Pa. Primary Should Thin Out Field Of Candidates
HARRISBURG, Pa. (AP) – Nomination contests for the top executive posts in Philadelphia and Allegheny County in Tuesday’s primary election feature one candidate who recently completed a federal prison term for tax evasion and another who is awaiting trial for theft.
Also Tuesday, Democratic and Republican voters across Pennsylvania will choose nominees for two openings on the state’s intermediate appellate courts and hundreds of county, municipal and school-board offices in a year in which many districts are considering politically unpopular cutbacks in response to Gov. Tom Corbett’s proposed $1 billion reduction in public- school funding.
In Philadelphia, Mayor Michael Nutter’s re-election bid is being challenged in the Democratic primary by T. Milton Street, 72, a one-time state senator and a brother of former Mayor John Street. Milton Street was released from prison last year after serving 26 months for failing to pay income taxes.
Nutter, 53, has raised far more campaign cash – more than $800,000 in the first four months of the year – compared to Street’s reliance on donated services. Nutter is endorsed by both major newspapers in a heavily Democratic city where winning the party’s primary is tantamount to winning the general election.
Vying for the Republican nomination are Karen Brown, a former teacher and ex-Democrat who won the GOP’s endorsement in the primary, and real- estate agent John Featherman.
In Allegheny County, the open county executive’s seat has inspired contests for both the Republican and Democratic nominations. Incumbent Dan Onorato, the 2010 Democratic gubernatorial nominee, is stepping down at the end of his term.
One of the GOP candidates, Pittsburgh lawyer Chuck McCullough, 56, faces a string of criminal charges stemming from allegations that he stole $200,000 from the estate of an elderly dementia patient he represented. Earlier this month, a county judge agreed to postpone McCullough’s trial from September to mid-November, after the general election.
McCullough, a former county councilman, is opposing the party-backed candidate, D. Raja, 45, a Mount Lebanon businessman.
The Democratic primary pits Rich Fitzgerald, a veteran county councilman who is endorsed by the party, against city Controller Mark Patrick Flaherty.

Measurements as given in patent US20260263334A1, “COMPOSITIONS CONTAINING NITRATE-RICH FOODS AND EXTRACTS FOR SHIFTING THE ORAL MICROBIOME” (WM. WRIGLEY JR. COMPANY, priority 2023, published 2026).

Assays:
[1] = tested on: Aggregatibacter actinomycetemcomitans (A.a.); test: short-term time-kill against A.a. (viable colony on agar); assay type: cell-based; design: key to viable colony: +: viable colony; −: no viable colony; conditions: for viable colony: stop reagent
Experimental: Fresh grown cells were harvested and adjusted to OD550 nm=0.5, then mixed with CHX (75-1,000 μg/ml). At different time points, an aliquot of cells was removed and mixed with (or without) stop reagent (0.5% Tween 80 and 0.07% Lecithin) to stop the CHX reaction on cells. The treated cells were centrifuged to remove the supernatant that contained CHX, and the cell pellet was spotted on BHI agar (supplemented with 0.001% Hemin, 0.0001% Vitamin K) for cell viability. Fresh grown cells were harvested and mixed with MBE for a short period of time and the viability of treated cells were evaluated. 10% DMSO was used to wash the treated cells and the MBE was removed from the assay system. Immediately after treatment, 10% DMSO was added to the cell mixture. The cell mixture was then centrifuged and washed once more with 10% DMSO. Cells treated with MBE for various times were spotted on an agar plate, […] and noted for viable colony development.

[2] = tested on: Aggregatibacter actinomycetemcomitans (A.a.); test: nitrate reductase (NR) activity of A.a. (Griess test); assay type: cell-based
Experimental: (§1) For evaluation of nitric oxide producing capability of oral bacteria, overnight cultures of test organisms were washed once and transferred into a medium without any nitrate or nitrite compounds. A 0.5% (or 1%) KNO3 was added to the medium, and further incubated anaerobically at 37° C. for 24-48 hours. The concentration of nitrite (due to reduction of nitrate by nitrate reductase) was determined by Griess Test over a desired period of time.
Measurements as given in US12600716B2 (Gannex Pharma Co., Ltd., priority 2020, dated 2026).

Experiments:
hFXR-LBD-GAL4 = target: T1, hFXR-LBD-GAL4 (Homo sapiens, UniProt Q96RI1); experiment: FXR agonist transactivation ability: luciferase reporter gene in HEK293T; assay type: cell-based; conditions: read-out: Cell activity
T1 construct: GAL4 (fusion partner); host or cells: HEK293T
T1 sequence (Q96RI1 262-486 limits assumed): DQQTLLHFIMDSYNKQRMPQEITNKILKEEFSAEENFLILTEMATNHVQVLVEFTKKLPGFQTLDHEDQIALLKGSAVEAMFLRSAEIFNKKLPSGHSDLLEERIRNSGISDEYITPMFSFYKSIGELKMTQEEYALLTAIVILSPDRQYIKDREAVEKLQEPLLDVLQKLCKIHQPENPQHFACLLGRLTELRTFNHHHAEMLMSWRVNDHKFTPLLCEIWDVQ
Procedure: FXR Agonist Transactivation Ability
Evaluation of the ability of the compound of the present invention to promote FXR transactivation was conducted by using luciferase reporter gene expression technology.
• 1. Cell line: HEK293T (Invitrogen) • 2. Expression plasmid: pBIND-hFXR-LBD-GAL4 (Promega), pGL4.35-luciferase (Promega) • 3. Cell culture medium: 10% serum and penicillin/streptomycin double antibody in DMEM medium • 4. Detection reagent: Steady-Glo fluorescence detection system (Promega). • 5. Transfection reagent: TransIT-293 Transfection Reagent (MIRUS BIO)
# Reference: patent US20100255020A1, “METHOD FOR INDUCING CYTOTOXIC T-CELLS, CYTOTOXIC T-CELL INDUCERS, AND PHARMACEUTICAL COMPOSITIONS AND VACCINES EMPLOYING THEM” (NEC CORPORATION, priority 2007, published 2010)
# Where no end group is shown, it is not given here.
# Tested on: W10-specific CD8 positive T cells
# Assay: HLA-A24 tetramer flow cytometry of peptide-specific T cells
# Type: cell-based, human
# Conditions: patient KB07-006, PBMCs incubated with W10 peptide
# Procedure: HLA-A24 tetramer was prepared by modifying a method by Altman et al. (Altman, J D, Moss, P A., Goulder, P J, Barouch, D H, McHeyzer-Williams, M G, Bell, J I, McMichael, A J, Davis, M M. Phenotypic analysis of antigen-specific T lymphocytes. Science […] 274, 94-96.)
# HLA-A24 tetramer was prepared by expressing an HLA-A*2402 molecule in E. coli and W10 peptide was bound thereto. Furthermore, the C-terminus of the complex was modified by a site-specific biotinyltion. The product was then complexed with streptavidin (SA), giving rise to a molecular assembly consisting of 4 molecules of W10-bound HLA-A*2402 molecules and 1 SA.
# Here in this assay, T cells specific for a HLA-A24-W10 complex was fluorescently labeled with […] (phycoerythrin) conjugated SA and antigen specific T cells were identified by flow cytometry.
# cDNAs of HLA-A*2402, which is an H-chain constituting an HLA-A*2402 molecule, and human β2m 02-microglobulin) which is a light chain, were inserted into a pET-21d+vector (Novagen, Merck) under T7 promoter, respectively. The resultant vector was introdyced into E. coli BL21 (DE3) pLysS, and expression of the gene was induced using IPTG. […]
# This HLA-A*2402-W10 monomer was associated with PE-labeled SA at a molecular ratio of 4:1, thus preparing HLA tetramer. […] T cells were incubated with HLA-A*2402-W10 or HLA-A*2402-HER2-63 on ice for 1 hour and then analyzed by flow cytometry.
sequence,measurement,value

The low-profile statewide races for one vacant seat each on the Superior and Commonwealth courts are the first in more than a decade that won’t share in the limelight of electoral activity involving the Pennsylvania Supreme Court.
“If you asked me right now, I couldn’t tell you the names of the candidates,’’ G. Terry Madonna, the pollster at Franklin & Marshall College in Lancaster, confessed less than a week before primary day.
In all but one of the oddnumbered years since 1999, at least one seat on the state’s highest court has been open. The exception was 2005, when voters ousted then-Justice Russell Nigro in a normally routine retention election _ a yes-orno vote on whether a sitting judge should be given another 10-year term. The headline making vote was widely attributed to the backlash over the government pay raises that lawmakers approved earlier that year and later repealed.
There are 15 judges on the Superior Court, which handles most criminal and civil appeals, and nine on the Commonwealth Court, which specializes in cases and appeals involving the state government. The base salary for judges on both courts is currently $178,914.
For the Superior Court, party-backed candidate Vic Stabile, a Harrisburg lawyer, faces competition for the GOP nod from Philadelphia Judge Paula Patrick. Allegheny County Judge David Wecht is unopposed for the Democratic nomination.
Both parties’ nominations for Commonwealth Court are contested.
Doylestown lawyer Kathryn Boockvar, who is endorsed by the party, faces opposition in the Democratic primary from Pittsburgh lawyer Barbara Behrend Ernsberger, who won one of two nominations for Commonwealth Court in 2009 but lost in the general election.
New Hope lawyer Anne Covey, the Republicanbacked candidate for Commonwealth Court, is opposed by Philadelphia Judge Paul Panepinto, who mounted unsuccessful primary campaigns for the state Supreme Court in 2007 and 2009.
Pennsylvania is one of a handful of states that use partisan elections to select judges, and efforts to substitute an appointment process for picking judges for the appellate courts have failed. The other states that elect judges are Alabama, Illinois, Louisiana, New Mexico, Ohio, Texas and West Virginia.
All but one of this year’s candidates for the appellate bench received positive ratings from a state bar panel that interviews statewide judicial candidates
Wecht and Panepinto were rated “highly recommended.’’ Patrick, Stabile, Boockvar and Covey received “recommended’’ ratings, and Ernsberger was rated “not recommended’’ because the panel said she did not participate in the evaluation process.